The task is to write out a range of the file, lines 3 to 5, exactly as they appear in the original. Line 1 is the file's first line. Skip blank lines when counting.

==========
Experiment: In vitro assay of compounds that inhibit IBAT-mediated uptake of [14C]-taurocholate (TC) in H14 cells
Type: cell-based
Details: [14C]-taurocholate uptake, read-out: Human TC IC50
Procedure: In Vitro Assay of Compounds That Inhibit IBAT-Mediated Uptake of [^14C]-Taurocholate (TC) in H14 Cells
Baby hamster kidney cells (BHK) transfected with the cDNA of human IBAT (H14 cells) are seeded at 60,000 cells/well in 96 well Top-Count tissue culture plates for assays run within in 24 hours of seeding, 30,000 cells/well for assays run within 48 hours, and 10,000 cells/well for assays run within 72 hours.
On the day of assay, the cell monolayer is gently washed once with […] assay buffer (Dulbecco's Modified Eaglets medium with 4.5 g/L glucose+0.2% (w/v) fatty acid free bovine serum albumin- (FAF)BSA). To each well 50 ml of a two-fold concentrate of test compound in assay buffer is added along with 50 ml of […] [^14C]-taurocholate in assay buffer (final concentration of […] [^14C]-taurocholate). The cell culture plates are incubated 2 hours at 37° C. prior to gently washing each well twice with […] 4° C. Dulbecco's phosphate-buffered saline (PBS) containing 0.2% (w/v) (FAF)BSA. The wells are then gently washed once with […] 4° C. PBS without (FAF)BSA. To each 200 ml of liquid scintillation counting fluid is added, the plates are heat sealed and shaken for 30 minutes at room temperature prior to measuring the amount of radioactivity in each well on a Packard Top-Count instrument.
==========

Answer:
Details: [14C]-taurocholate uptake, read-out: Human TC IC50
Procedure: In Vitro Assay of Compounds That Inhibit IBAT-Mediated Uptake of [^14C]-Taurocholate (TC) in H14 Cells
Baby hamster kidney cells (BHK) transfected with the cDNA of human IBAT (H14 cells) are seeded at 60,000 cells/well in 96 well Top-Count tissue culture plates for assays run within in 24 hours of seeding, 30,000 cells/well for assays run within 48 hours, and 10,000 cells/well for assays run within 72 hours.